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LDCRC approves 86-43 adjustments by 5-1 vote

By Staff | Jun 10, 2009

Following 14 public meetings held during the past 13 months, the city’s Land Development Code Review Committee appears to have put all of their Section 86-43 discussions to rest.

On Tuesday, the LDCRC approved making amendments to the much-debated code dealing with size and mass of structures, officially accepting Resolution 09-08 with a 5-1 vote. Committee member Les Forney cast the lone dissenting vote, while Commissioner Michael Valiquette was absent from the meeting.

“I think we all worked together on this in a cooperative and non-confrontational way,” said committeewoman Patty Sprankle prior to the vote.

Under the terms agreed upon, Chapter 86 Development Standards establishes a neighborhood floor area threshold, not a limit, as to whether a development permit application will be classified as a short for or long form permit. All long form permits are subject to approval of the Planning Commission and public discussion during those sessions.

The amendment also:

Requires all proposed applications for new single family, duplex development or residential additions in excess of the total habitable square foot area of the largest home within the neighborhood be classified and reviewed as a long form permit by the Planning Commission.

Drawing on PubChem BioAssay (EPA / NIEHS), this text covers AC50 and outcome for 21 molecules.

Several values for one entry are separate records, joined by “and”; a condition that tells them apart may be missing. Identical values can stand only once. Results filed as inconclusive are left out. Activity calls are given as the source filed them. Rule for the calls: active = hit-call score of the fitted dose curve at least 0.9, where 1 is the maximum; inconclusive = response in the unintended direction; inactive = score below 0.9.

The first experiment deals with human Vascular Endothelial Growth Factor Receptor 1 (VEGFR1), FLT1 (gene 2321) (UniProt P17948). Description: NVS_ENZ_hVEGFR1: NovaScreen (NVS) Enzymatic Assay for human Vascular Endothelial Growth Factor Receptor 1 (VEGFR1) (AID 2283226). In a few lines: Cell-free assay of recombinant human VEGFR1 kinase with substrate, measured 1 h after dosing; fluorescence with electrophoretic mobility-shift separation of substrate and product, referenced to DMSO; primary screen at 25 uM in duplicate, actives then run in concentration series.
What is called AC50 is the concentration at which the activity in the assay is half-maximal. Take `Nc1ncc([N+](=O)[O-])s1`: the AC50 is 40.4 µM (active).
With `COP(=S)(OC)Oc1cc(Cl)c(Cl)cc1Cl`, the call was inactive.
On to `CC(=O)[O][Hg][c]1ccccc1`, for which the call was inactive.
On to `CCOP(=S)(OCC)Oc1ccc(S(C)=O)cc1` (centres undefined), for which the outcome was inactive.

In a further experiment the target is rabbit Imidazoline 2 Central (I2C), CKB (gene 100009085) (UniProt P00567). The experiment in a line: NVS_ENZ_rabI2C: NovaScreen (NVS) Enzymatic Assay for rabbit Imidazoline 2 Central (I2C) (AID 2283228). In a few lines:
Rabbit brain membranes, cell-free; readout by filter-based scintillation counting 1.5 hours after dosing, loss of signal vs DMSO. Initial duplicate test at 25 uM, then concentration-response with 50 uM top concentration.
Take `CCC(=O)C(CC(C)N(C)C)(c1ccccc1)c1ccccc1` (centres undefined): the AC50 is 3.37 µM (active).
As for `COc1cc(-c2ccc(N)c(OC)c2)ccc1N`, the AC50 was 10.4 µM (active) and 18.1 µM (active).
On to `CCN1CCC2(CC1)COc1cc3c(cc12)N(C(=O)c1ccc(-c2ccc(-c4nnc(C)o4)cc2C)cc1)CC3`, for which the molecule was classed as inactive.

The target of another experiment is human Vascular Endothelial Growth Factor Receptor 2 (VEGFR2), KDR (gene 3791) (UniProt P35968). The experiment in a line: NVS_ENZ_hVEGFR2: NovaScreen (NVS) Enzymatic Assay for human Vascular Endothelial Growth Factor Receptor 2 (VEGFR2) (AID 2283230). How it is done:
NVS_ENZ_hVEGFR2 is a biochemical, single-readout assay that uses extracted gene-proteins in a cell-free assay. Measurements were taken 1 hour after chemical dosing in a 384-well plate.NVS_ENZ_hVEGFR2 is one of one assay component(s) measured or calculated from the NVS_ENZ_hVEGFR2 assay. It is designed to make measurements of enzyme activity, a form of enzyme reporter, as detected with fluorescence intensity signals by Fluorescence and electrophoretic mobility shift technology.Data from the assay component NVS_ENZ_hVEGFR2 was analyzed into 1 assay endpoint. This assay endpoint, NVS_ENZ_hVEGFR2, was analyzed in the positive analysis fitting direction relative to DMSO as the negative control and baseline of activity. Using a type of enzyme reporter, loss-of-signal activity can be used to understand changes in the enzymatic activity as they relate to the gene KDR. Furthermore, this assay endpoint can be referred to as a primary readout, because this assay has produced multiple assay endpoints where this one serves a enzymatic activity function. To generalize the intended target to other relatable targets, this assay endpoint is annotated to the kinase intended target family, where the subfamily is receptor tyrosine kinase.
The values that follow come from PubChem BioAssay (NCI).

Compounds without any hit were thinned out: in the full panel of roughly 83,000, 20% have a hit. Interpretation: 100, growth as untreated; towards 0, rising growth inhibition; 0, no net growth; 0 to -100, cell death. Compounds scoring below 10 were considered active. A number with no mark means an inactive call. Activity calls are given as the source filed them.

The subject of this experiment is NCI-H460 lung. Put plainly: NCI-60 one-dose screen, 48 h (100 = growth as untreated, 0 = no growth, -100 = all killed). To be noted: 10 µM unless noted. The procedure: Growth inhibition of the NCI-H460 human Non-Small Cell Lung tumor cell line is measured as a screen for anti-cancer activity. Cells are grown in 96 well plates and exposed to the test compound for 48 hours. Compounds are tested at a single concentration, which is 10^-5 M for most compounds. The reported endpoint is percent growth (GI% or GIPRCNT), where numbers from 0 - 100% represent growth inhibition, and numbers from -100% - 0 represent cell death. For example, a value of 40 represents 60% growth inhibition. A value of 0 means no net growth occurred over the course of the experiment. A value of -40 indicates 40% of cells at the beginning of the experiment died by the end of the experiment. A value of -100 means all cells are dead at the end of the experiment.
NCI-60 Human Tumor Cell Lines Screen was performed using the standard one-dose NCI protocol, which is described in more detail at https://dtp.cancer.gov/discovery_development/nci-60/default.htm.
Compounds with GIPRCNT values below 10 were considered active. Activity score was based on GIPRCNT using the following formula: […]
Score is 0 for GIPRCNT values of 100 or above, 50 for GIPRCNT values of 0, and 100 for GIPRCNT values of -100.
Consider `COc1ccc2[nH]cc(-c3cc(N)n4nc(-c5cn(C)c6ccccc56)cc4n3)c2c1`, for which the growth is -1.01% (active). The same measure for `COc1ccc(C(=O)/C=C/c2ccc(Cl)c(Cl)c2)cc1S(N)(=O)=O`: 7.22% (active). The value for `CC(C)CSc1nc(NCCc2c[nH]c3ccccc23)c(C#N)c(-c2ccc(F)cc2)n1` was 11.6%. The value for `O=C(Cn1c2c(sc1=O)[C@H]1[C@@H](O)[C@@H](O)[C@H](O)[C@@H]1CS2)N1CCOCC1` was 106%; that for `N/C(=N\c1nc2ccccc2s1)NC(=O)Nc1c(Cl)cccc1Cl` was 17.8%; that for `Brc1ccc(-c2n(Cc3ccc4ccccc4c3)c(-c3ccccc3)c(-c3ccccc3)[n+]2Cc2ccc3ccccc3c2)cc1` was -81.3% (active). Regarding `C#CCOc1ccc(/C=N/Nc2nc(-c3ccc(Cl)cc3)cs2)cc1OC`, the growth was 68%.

Requires that the size of a home, under review, be limited to its lawfully existing total habitable living area excluding all decks, stairs or other enclosed areas below the base flood elevation or below elevated swimming pools. The collect the total habitable living area of a building or structure under review from data obtained from either the Lee County Property Appraiser’s office and/or approved construction and site plans contained within the official City of Sanibel Building Permit files.

“I’d like to see some stronger language in here that these are guidelines and not law,” said committeewoman Holly Smith. After fellow committee member Dr. Phillip Marks suggested that the word “guidelines” be bolded in the introduction to Paragraph 6, Paul Reynolds responded that making such a change wasn’t necessary.

“English is a pretty straightforward language, so I think that we should leave it as it’s written,” he said.

Under Paragraph 6, which relates to Interpretive Architectural Design Guidelines, ensuring that new or reconstructed dwellings won’t be interrupt the “rhythm, harmony and character of an established neighborhood will be accomplished in several ways. They include:

All building facades shall provide, through the use of detail and scale, visual interest consistent with the character of the existing neighborhood.

The proposed mass of the upper stories of a structure should be appropriately centered within the overall mass and composition of a structure, particularly when viewed from the street.

To reduce mass and scale, large facades and building features – that are both horizontal and vertical – shall be broken up to represent a more human proportion and scale.